A satellite and ground based study of fine structure in VLF whistlers.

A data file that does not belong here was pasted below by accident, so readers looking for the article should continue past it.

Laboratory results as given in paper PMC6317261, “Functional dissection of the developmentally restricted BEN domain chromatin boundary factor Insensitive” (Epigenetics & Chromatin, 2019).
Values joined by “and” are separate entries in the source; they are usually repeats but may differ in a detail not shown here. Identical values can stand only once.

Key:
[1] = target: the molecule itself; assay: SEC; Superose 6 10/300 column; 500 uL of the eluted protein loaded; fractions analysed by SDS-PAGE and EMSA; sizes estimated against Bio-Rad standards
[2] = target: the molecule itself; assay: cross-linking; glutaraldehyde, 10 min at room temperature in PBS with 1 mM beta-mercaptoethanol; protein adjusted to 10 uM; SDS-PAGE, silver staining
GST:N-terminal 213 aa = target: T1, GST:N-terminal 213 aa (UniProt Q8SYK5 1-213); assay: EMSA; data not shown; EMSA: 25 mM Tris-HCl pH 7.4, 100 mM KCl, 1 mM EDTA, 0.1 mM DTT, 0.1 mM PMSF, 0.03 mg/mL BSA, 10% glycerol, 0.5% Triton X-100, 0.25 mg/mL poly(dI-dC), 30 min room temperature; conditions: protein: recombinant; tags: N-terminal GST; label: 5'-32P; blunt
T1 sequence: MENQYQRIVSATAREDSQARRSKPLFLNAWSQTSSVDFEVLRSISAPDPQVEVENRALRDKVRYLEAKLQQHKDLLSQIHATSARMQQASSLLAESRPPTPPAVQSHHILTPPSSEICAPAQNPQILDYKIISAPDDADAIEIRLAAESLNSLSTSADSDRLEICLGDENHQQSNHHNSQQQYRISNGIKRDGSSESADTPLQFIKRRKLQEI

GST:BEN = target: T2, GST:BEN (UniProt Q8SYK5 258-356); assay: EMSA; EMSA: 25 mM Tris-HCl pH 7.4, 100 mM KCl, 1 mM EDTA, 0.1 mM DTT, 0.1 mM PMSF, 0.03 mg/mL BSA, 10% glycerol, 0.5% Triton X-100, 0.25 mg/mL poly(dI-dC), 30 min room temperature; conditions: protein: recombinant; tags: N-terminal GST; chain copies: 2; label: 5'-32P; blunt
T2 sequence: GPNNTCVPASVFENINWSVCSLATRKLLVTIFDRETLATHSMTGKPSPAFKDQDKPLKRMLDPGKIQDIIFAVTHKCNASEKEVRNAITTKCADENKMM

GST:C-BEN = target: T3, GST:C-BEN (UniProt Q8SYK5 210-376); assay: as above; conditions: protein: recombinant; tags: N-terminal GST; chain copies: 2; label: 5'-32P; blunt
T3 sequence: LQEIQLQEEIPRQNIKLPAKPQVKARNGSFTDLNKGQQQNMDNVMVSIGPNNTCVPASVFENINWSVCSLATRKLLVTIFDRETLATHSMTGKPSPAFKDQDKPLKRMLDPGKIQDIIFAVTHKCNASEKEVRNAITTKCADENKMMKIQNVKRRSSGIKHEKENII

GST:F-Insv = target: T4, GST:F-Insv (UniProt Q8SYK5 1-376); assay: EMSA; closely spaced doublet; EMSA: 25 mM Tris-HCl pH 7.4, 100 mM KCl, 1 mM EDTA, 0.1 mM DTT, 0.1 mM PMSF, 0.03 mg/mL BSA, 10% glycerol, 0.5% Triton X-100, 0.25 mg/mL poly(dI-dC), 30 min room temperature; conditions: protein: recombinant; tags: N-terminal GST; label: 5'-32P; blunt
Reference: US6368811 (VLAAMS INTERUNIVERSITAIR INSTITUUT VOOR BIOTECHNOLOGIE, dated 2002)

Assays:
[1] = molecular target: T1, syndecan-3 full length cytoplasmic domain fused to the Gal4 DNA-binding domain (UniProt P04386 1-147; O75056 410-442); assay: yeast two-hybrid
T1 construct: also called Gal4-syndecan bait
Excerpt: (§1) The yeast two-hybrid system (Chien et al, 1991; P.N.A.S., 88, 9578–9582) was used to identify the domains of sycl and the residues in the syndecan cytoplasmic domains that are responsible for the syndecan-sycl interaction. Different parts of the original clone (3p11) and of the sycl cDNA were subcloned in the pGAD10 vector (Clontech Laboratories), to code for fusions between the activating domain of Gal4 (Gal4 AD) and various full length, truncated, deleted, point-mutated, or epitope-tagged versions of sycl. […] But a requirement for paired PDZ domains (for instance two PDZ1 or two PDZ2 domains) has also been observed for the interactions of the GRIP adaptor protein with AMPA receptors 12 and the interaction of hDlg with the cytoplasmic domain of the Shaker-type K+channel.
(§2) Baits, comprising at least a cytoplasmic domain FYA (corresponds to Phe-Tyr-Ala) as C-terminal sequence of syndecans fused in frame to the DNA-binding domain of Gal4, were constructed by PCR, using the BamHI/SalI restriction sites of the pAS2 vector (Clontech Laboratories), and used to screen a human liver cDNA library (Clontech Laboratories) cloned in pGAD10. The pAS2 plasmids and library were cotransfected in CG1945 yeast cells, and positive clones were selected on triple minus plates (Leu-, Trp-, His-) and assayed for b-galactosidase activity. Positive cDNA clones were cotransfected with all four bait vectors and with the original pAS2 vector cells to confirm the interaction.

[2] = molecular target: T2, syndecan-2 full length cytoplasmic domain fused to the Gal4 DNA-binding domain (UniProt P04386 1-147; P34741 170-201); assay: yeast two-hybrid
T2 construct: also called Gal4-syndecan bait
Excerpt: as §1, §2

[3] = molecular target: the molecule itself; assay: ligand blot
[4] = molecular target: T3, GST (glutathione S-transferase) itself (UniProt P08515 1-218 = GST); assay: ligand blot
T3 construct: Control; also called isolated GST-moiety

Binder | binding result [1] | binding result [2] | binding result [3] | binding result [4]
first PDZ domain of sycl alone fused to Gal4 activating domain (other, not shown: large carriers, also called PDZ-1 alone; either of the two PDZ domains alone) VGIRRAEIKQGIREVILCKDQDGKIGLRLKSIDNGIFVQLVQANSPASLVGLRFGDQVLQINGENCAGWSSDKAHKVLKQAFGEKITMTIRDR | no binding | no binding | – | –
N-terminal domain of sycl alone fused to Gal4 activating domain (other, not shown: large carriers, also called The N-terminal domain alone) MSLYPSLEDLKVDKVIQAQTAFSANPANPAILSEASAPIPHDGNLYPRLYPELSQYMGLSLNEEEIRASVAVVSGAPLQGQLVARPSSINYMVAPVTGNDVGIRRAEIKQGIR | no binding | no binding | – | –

The matched filtering technique for improving the spectral resolution of VLF whistlers, originally developed by Bhegin and Siredey (1964), has proven to be useful for extracting information about the magnetospheric plasma ducts along which a whistler has travelled. Ground based whistlers recorded at Sanae and Halley Bay, Antarctica, on day 149, 1985, show similarities in fine structure, namely a trace splitting at frequencies below 3.720 kHz. The travel time differences between the two traces below this frequency increase with decreasing frequency. It is shown that the path length of whistler energy is frequency dependant, and since electron gyrofrequency increases with decreasing altitude, the plasma density enhancement requirements for the wave to remain trapped in the duct increases with decreasing altitude. If this increasing enhancement is not present the wave will escape from the duct, the lower frequencies escaping first. It is proposed that the trace splitting observed in the fine structure analysis of these whistlers are the lower frequencies escaping from the topside and bottomside of the duct, and so travelling along two paths to the receiver having different path lengths and hence different travel times, The higher frequencies remain trapped in the duct, and therefore display only one trace. A satellite receiving system to receive the VLF data received by the Signal Analyser and Sampler (SAS) equipment aboard the ACTIVE satellite has been constructed at Durban. The design and construction is described in chapter 3. Due to the high noise environment no data has been collected to date in Durban. It is hoped that the receiving system can be moved further inland to a noise-free site for testing. This thesis is read with the "Whistler Analysis Software using Matched Filtering and Curve Fitting techniques - Users Reference Manual" written by the author to facilitate use of the matched filtering software.